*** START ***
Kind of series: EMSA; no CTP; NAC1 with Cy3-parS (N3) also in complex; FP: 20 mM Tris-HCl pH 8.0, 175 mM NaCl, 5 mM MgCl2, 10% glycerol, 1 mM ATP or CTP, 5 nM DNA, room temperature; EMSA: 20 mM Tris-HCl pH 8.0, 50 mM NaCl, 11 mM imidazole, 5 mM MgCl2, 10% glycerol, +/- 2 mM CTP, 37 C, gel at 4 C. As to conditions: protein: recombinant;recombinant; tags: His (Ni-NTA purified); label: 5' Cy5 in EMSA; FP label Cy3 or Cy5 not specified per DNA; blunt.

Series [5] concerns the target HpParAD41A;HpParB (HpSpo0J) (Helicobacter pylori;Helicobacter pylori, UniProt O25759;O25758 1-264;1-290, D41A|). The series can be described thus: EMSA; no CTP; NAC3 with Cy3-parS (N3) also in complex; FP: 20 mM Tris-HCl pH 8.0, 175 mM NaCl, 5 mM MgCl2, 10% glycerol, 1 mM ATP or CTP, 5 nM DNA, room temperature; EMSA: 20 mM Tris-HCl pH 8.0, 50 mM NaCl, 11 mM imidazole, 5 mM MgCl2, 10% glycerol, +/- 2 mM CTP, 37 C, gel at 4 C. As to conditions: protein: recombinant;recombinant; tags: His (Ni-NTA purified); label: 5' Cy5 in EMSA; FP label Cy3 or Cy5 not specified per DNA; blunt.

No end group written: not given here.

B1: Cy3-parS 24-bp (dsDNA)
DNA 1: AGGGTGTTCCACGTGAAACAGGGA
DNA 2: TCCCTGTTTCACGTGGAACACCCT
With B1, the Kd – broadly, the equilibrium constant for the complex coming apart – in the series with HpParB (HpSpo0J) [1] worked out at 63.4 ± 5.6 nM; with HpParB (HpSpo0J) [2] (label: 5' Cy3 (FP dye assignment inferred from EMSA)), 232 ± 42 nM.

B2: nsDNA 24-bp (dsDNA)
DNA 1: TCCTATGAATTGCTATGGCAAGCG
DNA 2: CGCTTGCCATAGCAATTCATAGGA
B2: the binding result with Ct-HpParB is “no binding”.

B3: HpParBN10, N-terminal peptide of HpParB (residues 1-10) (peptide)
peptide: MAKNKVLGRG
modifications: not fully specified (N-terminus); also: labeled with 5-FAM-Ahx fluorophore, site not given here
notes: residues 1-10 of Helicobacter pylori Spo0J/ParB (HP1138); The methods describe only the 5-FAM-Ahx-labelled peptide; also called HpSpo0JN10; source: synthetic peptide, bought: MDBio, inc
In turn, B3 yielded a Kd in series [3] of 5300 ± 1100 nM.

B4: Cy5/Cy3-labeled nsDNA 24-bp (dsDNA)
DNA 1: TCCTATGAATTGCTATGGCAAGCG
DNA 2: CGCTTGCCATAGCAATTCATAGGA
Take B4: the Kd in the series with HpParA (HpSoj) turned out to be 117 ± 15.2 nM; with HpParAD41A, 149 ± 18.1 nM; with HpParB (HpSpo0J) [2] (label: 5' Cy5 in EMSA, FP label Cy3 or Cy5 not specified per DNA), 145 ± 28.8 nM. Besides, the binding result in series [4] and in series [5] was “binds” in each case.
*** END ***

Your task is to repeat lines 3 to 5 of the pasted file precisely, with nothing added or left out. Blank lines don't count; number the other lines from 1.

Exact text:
No end group written: not given here.

B1: Cy3-parS 24-bp (dsDNA)
DNA 1: AGGGTGTTCCACGTGAAACAGGGA